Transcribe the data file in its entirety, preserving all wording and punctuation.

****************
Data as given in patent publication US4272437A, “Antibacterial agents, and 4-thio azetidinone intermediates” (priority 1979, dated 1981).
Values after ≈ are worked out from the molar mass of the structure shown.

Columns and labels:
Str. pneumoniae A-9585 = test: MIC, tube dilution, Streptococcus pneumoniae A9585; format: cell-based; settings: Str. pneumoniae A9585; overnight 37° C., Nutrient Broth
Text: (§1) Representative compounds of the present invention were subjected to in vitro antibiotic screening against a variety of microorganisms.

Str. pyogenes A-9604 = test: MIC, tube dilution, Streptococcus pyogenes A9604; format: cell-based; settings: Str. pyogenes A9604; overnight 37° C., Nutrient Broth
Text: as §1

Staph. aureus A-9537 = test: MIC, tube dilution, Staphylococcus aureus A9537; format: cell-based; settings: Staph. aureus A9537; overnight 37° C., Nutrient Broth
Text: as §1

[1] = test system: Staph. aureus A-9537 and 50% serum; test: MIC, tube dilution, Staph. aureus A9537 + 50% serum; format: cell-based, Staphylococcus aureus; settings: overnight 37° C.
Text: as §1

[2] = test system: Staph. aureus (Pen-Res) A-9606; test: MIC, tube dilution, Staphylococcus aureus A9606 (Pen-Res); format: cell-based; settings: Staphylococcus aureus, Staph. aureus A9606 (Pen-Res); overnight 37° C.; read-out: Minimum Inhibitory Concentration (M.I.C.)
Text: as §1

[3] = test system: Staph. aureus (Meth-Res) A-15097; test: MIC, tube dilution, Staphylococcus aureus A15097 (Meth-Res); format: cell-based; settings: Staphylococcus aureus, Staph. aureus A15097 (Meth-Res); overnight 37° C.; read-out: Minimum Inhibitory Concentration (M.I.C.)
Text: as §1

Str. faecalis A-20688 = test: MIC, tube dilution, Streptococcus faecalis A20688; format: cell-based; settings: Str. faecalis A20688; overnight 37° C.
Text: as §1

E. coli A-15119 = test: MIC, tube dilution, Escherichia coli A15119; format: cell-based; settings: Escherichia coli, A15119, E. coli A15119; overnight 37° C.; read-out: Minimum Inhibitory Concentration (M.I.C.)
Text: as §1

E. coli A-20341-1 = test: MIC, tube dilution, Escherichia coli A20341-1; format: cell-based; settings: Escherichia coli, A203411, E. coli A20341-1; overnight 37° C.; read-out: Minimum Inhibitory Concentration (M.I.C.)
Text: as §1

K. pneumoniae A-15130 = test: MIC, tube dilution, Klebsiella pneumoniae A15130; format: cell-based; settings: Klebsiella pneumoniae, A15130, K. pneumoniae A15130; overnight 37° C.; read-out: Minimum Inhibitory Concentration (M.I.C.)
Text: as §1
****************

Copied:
Data as given in patent publication US4272437A, “Antibacterial agents, and 4-thio azetidinone intermediates” (priority 1979, dated 1981).
Values after ≈ are worked out from the molar mass of the structure shown.

Columns and labels:
Str. pneumoniae A-9585 = test: MIC, tube dilution, Streptococcus pneumoniae A9585; format: cell-based; settings: Str. pneumoniae A9585; overnight 37° C., Nutrient Broth
Text: (§1) Representative compounds of the present invention were subjected to in vitro antibiotic screening against a variety of microorganisms.

Str. pyogenes A-9604 = test: MIC, tube dilution, Streptococcus pyogenes A9604; format: cell-based; settings: Str. pyogenes A9604; overnight 37° C., Nutrient Broth
Text: as §1

Staph. aureus A-9537 = test: MIC, tube dilution, Staphylococcus aureus A9537; format: cell-based; settings: Staph. aureus A9537; overnight 37° C., Nutrient Broth
Text: as §1

[1] = test system: Staph. aureus A-9537 and 50% serum; test: MIC, tube dilution, Staph. aureus A9537 + 50% serum; format: cell-based, Staphylococcus aureus; settings: overnight 37° C.
Text: as §1

[2] = test system: Staph. aureus (Pen-Res) A-9606; test: MIC, tube dilution, Staphylococcus aureus A9606 (Pen-Res); format: cell-based; settings: Staphylococcus aureus, Staph. aureus A9606 (Pen-Res); overnight 37° C.; read-out: Minimum Inhibitory Concentration (M.I.C.)
Text: as §1

[3] = test system: Staph. aureus (Meth-Res) A-15097; test: MIC, tube dilution, Staphylococcus aureus A15097 (Meth-Res); format: cell-based; settings: Staphylococcus aureus, Staph. aureus A15097 (Meth-Res); overnight 37° C.; read-out: Minimum Inhibitory Concentration (M.I.C.)
Text: as §1

Str. faecalis A-20688 = test: MIC, tube dilution, Streptococcus faecalis A20688; format: cell-based; settings: Str. faecalis A20688; overnight 37° C.
Text: as §1

E. coli A-15119 = test: MIC, tube dilution, Escherichia coli A15119; format: cell-based; settings: Escherichia coli, A15119, E. coli A15119; overnight 37° C.; read-out: Minimum Inhibitory Concentration (M.I.C.)
Text: as §1

E. coli A-20341-1 = test: MIC, tube dilution, Escherichia coli A20341-1; format: cell-based; settings: Escherichia coli, A203411, E. coli A20341-1; overnight 37° C.; read-out: Minimum Inhibitory Concentration (M.I.C.)
Text: as §1

K. pneumoniae A-15130 = test: MIC, tube dilution, Klebsiella pneumoniae A15130; format: cell-based; settings: Klebsiella pneumoniae, A15130, K. pneumoniae A15130; overnight 37° C.; read-out: Minimum Inhibitory Concentration (M.I.C.)
Text: as §1